One of the most important companies in the history of video games, Atari, was incorporated 40 years ago today. Nolan Bushnell and Ted Dabney’s original business, Syzygy Engineering, was started about a year earlier, but never formally incorporated.
Of course, the Atari corporate entity that exists today and the original company are quite different. Atari as we know it today is actually French video game developer and publisher Infogrames Entertainment SA. The original Atari Corporation was bought at the height of its success by Warner Communications. After the video game crash in North America, Warner split the company into three; Atari Corporation, the home computer and console games division, which was sold to Tramiel Technologies, Atari Games, the arcade game division, which was sold to Namco in 1985, and Ataritel, which dealt with phones was sold to Mitsibushi.
The Tramiels sold their stake in Atari, leaving the company to merge with a hard drive manufacturer JTS to form JTS Corp in 1996. The marriage was short-lived, with JTS selling the Atari name and assets to Hasbro Interactive in 1998. Hasbro sought to free itself of Hasbro Interactive in 2001, selling the division to Infogrames, which subsequently rebranded its North American division as Atari, Inc. It also made Atari Interactive, the division it bought from Hasbro a separate entity.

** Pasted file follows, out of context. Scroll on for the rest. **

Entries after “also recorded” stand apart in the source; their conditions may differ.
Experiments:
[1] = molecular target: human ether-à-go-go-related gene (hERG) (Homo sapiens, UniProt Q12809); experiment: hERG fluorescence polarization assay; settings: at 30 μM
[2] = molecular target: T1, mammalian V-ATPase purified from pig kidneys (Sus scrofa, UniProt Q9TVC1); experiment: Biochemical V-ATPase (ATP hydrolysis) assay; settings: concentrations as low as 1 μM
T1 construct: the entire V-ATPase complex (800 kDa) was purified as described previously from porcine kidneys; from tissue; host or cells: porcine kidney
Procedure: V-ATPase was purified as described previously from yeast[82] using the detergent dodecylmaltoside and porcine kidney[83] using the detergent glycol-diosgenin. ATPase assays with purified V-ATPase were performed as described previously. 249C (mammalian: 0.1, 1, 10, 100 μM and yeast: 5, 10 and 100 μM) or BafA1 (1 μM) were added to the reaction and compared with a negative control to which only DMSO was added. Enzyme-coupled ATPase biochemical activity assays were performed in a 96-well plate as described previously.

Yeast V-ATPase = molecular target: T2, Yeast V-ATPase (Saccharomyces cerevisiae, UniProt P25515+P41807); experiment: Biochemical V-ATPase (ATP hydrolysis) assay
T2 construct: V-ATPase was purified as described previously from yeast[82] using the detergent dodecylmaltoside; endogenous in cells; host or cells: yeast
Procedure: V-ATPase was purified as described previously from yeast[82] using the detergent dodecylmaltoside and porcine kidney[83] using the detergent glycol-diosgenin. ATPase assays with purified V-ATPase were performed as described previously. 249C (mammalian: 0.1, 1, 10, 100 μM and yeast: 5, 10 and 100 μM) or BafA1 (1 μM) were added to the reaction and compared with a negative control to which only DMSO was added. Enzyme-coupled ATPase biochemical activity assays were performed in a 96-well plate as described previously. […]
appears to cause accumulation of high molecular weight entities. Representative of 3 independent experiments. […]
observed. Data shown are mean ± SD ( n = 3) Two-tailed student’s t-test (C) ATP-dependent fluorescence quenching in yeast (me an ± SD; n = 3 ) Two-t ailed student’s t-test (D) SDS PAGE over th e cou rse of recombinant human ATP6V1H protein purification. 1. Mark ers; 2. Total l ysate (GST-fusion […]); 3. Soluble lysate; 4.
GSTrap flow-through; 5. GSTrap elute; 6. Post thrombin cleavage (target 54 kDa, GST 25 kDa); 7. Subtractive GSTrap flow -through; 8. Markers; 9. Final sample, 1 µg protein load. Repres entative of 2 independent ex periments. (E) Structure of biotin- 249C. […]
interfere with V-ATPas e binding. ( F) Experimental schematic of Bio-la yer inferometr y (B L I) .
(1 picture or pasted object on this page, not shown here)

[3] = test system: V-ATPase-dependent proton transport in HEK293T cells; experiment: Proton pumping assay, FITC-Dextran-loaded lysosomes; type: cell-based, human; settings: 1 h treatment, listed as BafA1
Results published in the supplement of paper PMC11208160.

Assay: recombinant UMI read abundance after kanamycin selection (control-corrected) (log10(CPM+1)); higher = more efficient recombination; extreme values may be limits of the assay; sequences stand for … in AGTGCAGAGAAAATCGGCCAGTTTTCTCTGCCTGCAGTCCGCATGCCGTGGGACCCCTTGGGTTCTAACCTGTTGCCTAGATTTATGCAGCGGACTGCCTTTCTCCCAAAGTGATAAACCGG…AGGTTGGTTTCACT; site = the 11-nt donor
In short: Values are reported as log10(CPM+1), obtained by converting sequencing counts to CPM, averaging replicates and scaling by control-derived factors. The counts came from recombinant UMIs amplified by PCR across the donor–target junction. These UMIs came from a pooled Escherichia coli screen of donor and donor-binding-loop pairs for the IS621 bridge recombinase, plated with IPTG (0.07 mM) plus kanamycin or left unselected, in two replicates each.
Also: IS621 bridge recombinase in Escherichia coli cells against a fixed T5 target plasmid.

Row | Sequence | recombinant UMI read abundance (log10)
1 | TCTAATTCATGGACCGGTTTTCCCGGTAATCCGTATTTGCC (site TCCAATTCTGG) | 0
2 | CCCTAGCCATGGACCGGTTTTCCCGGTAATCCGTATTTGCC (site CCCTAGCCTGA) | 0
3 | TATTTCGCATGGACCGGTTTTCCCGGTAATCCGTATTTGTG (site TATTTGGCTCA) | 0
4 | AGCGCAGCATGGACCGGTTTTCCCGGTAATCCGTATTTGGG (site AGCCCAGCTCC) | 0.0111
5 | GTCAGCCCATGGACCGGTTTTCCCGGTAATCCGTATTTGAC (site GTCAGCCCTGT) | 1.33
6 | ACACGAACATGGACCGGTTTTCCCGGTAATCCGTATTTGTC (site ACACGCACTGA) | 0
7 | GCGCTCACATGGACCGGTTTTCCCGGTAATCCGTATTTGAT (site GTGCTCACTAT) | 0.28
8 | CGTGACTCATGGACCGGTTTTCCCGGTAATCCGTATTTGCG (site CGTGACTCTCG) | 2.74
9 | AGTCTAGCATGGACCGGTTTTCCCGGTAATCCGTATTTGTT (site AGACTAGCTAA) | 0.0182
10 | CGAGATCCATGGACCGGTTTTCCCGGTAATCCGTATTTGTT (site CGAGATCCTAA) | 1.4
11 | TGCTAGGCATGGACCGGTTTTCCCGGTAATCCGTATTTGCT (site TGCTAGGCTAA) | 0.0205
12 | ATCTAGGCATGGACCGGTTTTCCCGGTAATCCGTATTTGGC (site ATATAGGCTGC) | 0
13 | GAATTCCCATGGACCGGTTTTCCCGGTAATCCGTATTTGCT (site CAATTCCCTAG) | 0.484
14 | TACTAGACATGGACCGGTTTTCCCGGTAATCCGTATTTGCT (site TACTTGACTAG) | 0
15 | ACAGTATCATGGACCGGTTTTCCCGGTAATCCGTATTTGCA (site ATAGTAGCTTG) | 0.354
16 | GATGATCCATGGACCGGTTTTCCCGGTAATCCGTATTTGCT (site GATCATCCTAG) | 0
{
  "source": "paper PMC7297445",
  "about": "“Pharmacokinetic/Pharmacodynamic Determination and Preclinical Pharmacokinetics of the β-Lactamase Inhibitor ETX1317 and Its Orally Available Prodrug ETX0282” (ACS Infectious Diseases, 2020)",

After years of losses, Inforgrames SA bought out all existing shares in its listed American entity Atari, Inc. and then rebranded itself as Atari SA.
Atari Games, on the other hand, only stayed with Namco for a year. A group of employees decided to buy the company out, and operated it until 1993 when Time Warner , which technically originally owned the company, bought it from the group. Time Warner held onto the company for three years before selling it onto WMS Industries, better known as Midway Games. It was renamed Midway Games West when Hasbro began using the Atari name for home console software again. The division stopped producing arcade games in 2001, and was disbanded in 2003. The holding company for all of these assets still existed as late as 2009, and amusingly, found its way under the Warner umbrella again when Warner Bros. Entertainment bought the remnants of Midway.
That ought to do it for today’s lesson in corporate history.